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Advancements in Case Studies

The Effects of Diamagnetic Therapy in a Peripheral Facial Paralysis: A Case Report

Submission:December 28, 2022; Published: January 10, 2023

DOI: 10.31031/AICS.2023.03.000571

ISSN 2639-0531
Volume3 Issue5


Peripheral facial paresis, or paralysis, is the most common acute mononeuropathy that affects the face. Also known as Bell’s paralysis and it involves the VII cranial nerve on one side of the face. The clinical resolution is almost always spontaneous, in a few weeks, but the complete recovery usually occurs in about six months; rarely, the pathology continues with long symptoms for life or occurs more than once. Despite the cause is frequently unknown, the therapeutic choice includes corticosteroids or antiviral drugs in force of a possible inflammatory or viral origin. In addition to medical therapy, short electrical stimulation of the facial muscles, low-level facial lasers, facial exercises, and tape feedback have been proposed, but with conflicting results.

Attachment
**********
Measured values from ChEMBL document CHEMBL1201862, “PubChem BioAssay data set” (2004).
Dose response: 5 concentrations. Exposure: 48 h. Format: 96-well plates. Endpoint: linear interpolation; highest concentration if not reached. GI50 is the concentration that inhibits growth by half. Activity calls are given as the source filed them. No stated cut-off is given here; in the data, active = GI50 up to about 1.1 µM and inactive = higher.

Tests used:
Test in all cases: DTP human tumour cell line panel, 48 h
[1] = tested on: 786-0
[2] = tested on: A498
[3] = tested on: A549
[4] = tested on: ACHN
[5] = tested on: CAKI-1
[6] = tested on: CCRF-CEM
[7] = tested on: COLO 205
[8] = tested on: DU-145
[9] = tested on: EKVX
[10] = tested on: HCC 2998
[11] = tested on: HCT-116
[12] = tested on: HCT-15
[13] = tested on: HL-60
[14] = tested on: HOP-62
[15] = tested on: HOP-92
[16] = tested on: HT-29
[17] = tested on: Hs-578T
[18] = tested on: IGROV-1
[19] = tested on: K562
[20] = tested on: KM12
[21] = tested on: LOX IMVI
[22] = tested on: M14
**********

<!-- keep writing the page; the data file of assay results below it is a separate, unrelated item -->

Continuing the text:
We are unaware of the use of Pulsed Electromagnetic Fields in the management of paralysis, although this type of biophysical stimulation has already proven to be effective in neurological diseases, both in the central and peripheral nervous contexts. Based on this rationale, an original technology that employs High-Intensity Magnetic Fields (Diamagnetic therapy) has been proposed as a therapeutic choice in facial palsy given the lengthy response after conventional rehabilitative treatments. The results of the treatment are very encouraging and give way to future applications, also extended to other diseases of the peripheral nervous system.

Keywords:Facial paralysis; Bell’s paralysis; Pulsed electromagnetic fields; Diamagnetic therapy

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